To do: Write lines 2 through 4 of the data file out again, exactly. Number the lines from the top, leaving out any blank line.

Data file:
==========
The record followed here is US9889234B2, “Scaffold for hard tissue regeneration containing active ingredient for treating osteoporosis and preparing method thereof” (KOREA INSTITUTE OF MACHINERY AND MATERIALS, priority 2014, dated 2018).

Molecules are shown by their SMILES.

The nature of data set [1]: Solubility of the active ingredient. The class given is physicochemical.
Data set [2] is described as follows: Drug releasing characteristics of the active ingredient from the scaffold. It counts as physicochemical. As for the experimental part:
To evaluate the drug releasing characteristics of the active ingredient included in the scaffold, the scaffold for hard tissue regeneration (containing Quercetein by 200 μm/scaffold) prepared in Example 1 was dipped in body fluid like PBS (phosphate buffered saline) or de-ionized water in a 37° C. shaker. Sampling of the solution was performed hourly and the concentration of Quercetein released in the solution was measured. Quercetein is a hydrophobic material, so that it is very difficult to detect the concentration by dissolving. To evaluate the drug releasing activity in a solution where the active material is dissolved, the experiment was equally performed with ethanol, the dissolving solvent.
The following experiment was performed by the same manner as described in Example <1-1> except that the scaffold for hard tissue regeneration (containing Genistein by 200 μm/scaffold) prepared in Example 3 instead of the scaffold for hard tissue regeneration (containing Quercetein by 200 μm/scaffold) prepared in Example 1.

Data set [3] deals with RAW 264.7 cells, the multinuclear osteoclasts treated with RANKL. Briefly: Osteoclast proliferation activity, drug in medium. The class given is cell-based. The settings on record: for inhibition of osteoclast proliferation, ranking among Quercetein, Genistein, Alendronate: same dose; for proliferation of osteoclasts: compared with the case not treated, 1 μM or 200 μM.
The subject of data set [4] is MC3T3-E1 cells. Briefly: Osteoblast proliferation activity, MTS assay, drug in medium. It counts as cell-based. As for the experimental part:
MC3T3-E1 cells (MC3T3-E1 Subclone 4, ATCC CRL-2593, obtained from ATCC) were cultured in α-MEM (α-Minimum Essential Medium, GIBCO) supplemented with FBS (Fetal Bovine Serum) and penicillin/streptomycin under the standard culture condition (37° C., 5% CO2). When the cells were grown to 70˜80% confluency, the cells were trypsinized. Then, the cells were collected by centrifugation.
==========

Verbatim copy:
Molecules are shown by their SMILES.

The nature of data set [1]: Solubility of the active ingredient. The class given is physicochemical.
Data set [2] is described as follows: Drug releasing characteristics of the active ingredient from the scaffold. It counts as physicochemical. As for the experimental part: